What Works in UN Resident Coordinator-led Conflict Prevention: Lessons from the Field- Republic of Guinea 2009-17

What Works in UN Resident Coordinator-led Conflict Prevention: Lessons from the Field- Republic of Guinea 2009-17

Author: Josie Lianna Kaye

Affiliated organization: United Nations University Centre for Policy Research

Date of publication: 2018

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*Les Wathinotes sont des extraits de publications choisies par WATHI et conformes aux documents originaux. Les rapports utilisés pour l’élaboration des Wathinotes sont sélectionnés par WATHI compte tenu de leur pertinence par rapport au contexte du pays. Toutes les Wathinotes renvoient aux publications originales et intégrales qui ne sont pas hébergées par le site de WATHI, et sont destinées à promouvoir la lecture de ces documents, fruit du travail de recherche d’universitaires et d’experts.

 

When President Lansana Conté died on 24 December 2008 after decades of authoritarian rule, political repression and under-development, it took only a few hours before a group of young military officers – acting in the name of the Conseil National pour la Démocratie et le Développement (CNDD) and led by Captain Moussa Dadis Camara – enacted a bloodless, military ‘coup. The constitution, all state institutions and the activities of trade unions and civil society organizations were suspended with immediate effect. The ‘junta’, as it became known, made bold promises concerning anti-corruption, economic transparency and ‘free and fair’ elections, leading many Guineans to flock to the streets in celebration, anticipation and hope for change. While the specific group of individuals that took power was relatively unknown to the public, Conté’s health had been in decline for over a decade and there was a widely held expectation that the military would eventually step in to fill the void.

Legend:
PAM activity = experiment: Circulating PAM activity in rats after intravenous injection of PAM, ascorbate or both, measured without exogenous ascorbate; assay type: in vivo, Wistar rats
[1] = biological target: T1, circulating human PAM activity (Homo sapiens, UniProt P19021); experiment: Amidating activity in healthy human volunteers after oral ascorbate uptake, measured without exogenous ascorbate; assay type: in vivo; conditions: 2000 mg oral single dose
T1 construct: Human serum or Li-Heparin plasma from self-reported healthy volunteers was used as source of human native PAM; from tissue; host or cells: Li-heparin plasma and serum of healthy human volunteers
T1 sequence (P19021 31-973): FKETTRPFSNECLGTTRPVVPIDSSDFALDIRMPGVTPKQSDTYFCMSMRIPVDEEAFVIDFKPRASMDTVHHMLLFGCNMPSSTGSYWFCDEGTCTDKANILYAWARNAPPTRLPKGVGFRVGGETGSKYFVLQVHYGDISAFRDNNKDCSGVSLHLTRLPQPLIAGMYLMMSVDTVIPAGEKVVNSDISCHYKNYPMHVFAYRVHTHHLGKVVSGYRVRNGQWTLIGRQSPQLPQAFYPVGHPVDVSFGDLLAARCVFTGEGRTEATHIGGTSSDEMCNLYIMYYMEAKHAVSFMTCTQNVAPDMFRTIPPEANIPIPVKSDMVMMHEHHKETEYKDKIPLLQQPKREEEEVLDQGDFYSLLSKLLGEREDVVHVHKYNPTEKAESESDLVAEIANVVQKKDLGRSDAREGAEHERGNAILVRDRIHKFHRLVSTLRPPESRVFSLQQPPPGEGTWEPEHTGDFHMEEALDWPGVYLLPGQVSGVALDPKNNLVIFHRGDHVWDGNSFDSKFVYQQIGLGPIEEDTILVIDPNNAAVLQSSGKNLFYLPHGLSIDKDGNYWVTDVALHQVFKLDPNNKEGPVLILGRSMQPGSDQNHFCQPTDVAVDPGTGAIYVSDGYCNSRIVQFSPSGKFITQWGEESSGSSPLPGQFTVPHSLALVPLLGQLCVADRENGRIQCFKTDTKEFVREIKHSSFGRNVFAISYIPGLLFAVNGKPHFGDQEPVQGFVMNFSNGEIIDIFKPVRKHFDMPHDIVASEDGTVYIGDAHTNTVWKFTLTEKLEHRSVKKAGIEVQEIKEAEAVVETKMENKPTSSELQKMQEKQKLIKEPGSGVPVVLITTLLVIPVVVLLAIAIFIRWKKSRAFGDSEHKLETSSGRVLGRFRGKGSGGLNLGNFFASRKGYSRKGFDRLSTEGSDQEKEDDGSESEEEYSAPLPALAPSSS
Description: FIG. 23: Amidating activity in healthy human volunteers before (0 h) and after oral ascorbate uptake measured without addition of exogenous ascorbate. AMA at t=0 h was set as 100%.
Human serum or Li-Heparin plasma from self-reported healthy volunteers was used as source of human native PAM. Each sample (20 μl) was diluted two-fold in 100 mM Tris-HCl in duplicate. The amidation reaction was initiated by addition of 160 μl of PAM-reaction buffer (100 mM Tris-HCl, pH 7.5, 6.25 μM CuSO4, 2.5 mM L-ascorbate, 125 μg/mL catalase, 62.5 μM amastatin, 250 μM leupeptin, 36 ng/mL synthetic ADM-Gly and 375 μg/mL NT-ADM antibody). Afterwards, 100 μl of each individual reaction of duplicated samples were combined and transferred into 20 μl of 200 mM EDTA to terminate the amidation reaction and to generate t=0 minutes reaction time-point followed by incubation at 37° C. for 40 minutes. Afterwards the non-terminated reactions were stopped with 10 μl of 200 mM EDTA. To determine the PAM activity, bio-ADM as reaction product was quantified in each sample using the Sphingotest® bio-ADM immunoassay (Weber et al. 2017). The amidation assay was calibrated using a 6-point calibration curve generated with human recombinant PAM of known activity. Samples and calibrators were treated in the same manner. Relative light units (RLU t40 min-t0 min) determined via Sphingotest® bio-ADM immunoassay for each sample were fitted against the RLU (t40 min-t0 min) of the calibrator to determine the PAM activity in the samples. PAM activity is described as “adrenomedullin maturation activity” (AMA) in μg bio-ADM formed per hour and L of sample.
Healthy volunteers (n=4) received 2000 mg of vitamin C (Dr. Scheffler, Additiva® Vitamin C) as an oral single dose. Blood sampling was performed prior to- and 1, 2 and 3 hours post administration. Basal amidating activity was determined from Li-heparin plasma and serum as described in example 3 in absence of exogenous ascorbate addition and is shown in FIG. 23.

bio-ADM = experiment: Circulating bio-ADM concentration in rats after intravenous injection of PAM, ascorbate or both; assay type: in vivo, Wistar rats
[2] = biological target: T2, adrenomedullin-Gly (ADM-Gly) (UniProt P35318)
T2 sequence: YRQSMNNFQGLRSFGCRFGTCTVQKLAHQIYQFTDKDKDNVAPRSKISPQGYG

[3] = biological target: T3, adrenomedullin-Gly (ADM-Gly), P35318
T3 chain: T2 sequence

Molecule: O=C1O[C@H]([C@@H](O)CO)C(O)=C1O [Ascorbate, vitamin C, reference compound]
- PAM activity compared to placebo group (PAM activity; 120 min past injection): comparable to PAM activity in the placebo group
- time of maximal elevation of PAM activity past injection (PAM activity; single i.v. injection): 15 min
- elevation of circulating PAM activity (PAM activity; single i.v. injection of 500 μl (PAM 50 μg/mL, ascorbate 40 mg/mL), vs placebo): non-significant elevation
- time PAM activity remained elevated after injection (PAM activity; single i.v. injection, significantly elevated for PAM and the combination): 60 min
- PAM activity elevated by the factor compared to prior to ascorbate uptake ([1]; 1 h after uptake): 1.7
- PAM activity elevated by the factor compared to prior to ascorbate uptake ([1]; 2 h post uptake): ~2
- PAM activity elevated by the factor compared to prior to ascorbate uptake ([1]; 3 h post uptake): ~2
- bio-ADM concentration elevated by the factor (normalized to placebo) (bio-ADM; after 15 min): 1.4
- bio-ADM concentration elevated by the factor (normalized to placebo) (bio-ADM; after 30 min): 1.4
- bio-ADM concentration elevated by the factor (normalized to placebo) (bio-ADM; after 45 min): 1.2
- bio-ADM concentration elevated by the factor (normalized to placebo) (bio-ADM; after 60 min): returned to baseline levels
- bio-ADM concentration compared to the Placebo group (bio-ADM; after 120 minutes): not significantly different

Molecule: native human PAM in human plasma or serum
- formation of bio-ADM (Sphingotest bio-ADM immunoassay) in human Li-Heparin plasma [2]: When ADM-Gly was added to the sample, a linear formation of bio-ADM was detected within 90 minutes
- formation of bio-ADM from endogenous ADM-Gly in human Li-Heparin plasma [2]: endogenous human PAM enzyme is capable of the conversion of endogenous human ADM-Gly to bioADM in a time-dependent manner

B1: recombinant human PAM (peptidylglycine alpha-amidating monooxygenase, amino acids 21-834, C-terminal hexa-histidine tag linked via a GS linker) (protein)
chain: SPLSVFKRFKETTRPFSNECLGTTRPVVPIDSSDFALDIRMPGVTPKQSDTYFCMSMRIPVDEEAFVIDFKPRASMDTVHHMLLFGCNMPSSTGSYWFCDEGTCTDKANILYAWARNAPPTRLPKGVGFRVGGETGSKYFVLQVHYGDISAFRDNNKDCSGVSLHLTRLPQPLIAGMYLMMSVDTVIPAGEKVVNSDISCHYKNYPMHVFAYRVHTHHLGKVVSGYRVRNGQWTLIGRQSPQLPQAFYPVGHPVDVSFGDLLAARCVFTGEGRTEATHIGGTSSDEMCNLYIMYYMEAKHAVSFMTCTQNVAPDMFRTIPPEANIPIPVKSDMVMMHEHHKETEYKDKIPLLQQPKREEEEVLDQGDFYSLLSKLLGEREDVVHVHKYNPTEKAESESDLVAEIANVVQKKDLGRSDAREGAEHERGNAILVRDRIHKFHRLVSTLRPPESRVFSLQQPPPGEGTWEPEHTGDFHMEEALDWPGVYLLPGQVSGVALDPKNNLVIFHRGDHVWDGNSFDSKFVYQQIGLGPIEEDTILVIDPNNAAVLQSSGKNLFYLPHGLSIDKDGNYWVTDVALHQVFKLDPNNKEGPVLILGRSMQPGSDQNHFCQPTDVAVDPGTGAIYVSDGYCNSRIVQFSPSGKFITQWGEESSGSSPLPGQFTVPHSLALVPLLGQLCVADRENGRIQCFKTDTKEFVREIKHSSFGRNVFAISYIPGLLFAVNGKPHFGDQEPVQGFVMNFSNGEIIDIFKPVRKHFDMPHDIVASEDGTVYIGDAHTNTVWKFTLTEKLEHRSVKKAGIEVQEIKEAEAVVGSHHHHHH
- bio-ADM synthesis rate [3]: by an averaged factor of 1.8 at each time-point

Dialogue over the democratic transition process fell into complete disarray: the junta blocked the creation of a National Transitional Council – a cornerstone of the entire process; political discussions on state media were banned; the leaders of political parties and civil society representatives became targets of military intimidation and harassment; and the formation of CNDD-related ethnic militias across the country had a de-stabilising effect at the local level and created mistrust between junta leaders and other sections of the military.  It was within this tense context that Guinea witnessed one of its most violent episodes to date: On 28th September 2009, under the banner of the FVN, political parties, trade unions and members of civil society assembled in Conakry Stadium in a show of unity, support and discontent with the CNDD broadly speaking and in opposition to Camara’s bid to run for president specifically.